Penn State is a great institution of higher learning. To that it owes much gratitude to its football program. The sports program has generated significant interest and revenue, and both are critical for a successful education program.
Unfortunately, I think the University needs to do more than simply removing people who made poor decisions.
My recommendation, although unprecedented, I believe would warm the hearts of the tens of thousands of students and alumni, as well as the thousands of faculty members and employees across the state. It's important to maintain an exceptional level of integrity within the educational structure. That begins with an exceptional gesture.
I would like to see Penn State offer free education, not only to victims of crime, but to every child who participated in the program at any point in the history of the program. Each of these children was at some level of risk, and each of the parents are going through some level of anguish today.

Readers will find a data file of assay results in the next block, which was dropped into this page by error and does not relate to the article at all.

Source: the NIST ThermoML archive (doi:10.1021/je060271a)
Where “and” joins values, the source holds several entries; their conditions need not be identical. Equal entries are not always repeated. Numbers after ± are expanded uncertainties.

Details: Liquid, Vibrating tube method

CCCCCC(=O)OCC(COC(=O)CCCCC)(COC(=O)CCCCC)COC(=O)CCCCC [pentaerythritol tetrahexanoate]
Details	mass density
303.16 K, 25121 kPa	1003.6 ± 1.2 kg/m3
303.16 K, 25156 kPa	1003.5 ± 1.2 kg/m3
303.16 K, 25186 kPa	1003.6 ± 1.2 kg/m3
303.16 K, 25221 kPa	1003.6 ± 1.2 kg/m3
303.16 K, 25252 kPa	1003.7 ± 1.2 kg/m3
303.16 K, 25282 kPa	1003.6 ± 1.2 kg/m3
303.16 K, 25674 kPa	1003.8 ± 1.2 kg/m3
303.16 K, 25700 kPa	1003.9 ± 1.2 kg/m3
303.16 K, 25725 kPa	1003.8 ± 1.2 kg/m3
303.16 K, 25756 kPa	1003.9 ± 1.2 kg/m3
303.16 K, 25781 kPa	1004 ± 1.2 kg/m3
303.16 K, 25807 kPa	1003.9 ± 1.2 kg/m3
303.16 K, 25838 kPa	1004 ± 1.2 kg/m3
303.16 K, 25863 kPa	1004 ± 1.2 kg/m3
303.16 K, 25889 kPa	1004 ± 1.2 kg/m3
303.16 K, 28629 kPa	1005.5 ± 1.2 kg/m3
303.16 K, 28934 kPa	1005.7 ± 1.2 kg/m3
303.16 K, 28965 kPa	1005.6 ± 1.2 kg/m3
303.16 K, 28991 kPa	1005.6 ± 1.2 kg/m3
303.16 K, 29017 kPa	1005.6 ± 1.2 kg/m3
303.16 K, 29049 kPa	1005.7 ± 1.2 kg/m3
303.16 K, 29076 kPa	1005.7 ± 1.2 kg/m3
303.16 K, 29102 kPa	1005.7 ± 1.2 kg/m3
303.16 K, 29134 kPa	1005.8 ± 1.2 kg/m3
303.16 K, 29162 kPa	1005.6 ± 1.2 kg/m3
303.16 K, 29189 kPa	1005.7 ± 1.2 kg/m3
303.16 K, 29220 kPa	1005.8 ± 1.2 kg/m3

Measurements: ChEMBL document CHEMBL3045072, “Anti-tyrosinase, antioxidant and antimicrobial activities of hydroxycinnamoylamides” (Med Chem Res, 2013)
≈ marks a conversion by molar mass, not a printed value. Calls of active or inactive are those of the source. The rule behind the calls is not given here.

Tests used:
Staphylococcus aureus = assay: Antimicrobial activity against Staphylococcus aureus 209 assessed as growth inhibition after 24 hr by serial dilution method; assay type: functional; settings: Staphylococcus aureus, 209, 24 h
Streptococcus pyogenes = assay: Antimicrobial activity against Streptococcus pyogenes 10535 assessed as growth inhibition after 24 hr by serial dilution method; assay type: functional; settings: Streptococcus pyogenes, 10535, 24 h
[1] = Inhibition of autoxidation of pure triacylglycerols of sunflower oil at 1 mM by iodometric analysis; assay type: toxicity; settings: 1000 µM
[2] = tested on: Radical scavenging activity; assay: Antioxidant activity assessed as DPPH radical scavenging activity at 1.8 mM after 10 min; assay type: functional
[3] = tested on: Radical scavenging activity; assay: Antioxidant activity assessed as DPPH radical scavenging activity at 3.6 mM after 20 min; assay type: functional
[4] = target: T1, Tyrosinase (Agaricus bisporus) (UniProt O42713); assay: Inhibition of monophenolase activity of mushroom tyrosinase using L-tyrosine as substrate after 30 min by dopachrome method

I recognize that the majority of the program participants are adults today. Therefore I also recommend that Penn State offer free education to their children as well.
Yes, this could reach into millions of dollars of scholarship value, but compared to the hundreds of millions generated during Coach Paterno's tenure, I think you would be an appropriate gesture.
Ultimately your institution is designed with education in mind, therefore I believe that education should be the gift given to those whom were placed at risk within the walls of your facilities.
The majority of the people involved in this scandal are good people, Coach Paterno included, who made bad decisions. It's up to the Board of Trustees not only to hold people accountable for bad decisions, but they have the opportunity to make good decisions on their behalf.
Granting significant scholarships would be a first step. I assume you are considering several options on a smaller scale. My belief is that donations to underprivileged kids, or settlements with victims and their families will appear more like publicity than true penitence.
The Trustees must exceed the public's expectation if they are to win back any trust and goodwill whatsoever.
Jason C. Tweed